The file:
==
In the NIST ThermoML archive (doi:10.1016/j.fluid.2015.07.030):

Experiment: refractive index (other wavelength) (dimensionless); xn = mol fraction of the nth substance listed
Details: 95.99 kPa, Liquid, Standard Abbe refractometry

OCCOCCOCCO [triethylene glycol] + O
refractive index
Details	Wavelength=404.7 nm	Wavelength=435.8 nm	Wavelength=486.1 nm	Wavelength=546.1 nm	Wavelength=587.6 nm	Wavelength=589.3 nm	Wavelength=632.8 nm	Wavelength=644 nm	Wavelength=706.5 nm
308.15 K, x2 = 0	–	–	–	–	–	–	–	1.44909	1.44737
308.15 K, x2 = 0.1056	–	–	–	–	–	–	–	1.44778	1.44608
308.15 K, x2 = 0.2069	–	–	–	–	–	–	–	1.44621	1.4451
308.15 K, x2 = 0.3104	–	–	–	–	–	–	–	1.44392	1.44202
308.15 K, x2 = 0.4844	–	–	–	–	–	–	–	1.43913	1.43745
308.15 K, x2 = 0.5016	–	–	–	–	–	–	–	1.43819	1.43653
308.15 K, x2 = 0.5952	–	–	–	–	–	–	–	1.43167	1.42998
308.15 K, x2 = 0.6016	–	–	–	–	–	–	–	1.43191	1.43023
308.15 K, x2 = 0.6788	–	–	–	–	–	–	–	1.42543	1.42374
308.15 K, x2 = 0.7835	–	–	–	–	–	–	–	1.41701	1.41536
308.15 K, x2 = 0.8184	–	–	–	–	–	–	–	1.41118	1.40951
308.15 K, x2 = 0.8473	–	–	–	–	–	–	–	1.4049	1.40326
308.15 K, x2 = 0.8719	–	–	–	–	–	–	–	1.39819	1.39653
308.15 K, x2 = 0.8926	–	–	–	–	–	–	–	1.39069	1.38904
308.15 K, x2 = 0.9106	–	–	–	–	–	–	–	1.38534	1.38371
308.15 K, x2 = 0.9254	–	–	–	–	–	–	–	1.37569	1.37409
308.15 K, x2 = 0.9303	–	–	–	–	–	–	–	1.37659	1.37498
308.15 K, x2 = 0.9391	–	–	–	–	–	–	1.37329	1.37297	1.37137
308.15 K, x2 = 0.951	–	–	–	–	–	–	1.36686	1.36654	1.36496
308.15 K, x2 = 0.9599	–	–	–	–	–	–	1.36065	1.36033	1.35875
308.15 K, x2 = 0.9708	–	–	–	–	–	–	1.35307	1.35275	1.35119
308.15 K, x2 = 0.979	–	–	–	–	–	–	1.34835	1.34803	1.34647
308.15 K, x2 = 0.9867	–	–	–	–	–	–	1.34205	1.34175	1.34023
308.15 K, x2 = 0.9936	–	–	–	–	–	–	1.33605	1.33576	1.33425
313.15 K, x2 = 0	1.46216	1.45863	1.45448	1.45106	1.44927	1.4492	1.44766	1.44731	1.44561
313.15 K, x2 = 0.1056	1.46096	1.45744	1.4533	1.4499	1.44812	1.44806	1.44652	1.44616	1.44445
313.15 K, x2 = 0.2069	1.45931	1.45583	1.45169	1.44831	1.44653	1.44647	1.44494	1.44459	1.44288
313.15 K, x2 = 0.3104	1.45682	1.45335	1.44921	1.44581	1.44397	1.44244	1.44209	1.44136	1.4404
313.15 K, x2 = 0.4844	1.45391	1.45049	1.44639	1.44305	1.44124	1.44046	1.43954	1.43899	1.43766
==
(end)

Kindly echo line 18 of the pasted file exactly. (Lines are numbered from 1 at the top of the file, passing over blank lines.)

308.15 K, x2 = 0.8473	–	–	–	–	–	–	–	1.4049	1.40326